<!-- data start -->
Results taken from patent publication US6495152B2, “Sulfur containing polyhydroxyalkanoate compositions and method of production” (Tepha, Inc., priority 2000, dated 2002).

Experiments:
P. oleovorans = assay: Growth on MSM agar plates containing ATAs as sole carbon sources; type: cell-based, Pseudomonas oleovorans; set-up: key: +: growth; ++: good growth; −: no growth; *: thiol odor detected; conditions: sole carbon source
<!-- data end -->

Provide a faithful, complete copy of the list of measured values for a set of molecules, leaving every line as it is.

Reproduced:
Results taken from patent publication US6495152B2, “Sulfur containing polyhydroxyalkanoate compositions and method of production” (Tepha, Inc., priority 2000, dated 2002).

Experiments:
P. oleovorans = assay: Growth on MSM agar plates containing ATAs as sole carbon sources; type: cell-based, Pseudomonas oleovorans; set-up: key: +: growth; ++: good growth; −: no growth; *: thiol odor detected; conditions: sole carbon source